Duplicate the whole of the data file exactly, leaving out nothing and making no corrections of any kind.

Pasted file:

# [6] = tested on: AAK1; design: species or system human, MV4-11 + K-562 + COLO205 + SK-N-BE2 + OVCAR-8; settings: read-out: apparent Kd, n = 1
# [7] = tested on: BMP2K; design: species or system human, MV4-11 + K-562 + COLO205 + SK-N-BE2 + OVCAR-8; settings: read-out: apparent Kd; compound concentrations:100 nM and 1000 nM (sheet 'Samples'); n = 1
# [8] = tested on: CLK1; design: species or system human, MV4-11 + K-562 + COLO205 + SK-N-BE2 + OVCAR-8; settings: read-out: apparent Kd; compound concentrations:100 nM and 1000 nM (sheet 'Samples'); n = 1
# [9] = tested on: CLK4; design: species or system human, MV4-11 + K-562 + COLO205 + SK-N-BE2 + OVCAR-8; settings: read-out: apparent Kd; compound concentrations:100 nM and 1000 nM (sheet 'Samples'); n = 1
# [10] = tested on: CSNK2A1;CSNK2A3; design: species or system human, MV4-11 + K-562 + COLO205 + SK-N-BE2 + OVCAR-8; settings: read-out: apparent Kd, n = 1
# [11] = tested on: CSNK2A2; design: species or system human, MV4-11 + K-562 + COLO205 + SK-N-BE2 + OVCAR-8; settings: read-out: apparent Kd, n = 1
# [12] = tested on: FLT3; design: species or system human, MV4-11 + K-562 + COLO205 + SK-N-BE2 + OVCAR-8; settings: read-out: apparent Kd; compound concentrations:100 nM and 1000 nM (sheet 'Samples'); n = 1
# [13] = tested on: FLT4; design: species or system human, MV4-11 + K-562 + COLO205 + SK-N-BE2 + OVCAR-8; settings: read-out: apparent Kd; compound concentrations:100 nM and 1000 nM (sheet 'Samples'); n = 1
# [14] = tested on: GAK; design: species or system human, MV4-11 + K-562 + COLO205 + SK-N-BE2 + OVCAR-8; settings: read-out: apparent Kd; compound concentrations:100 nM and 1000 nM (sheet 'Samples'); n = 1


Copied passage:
# [6] = tested on: AAK1; design: species or system human, MV4-11 + K-562 + COLO205 + SK-N-BE2 + OVCAR-8; settings: read-out: apparent Kd, n = 1
# [7] = tested on: BMP2K; design: species or system human, MV4-11 + K-562 + COLO205 + SK-N-BE2 + OVCAR-8; settings: read-out: apparent Kd; compound concentrations:100 nM and 1000 nM (sheet 'Samples'); n = 1
# [8] = tested on: CLK1; design: species or system human, MV4-11 + K-562 + COLO205 + SK-N-BE2 + OVCAR-8; settings: read-out: apparent Kd; compound concentrations:100 nM and 1000 nM (sheet 'Samples'); n = 1
# [9] = tested on: CLK4; design: species or system human, MV4-11 + K-562 + COLO205 + SK-N-BE2 + OVCAR-8; settings: read-out: apparent Kd; compound concentrations:100 nM and 1000 nM (sheet 'Samples'); n = 1
# [10] = tested on: CSNK2A1;CSNK2A3; design: species or system human, MV4-11 + K-562 + COLO205 + SK-N-BE2 + OVCAR-8; settings: read-out: apparent Kd, n = 1
# [11] = tested on: CSNK2A2; design: species or system human, MV4-11 + K-562 + COLO205 + SK-N-BE2 + OVCAR-8; settings: read-out: apparent Kd, n = 1
# [12] = tested on: FLT3; design: species or system human, MV4-11 + K-562 + COLO205 + SK-N-BE2 + OVCAR-8; settings: read-out: apparent Kd; compound concentrations:100 nM and 1000 nM (sheet 'Samples'); n = 1
# [13] = tested on: FLT4; design: species or system human, MV4-11 + K-562 + COLO205 + SK-N-BE2 + OVCAR-8; settings: read-out: apparent Kd; compound concentrations:100 nM and 1000 nM (sheet 'Samples'); n = 1
# [14] = tested on: GAK; design: species or system human, MV4-11 + K-562 + COLO205 + SK-N-BE2 + OVCAR-8; settings: read-out: apparent Kd; compound concentrations:100 nM and 1000 nM (sheet 'Samples'); n = 1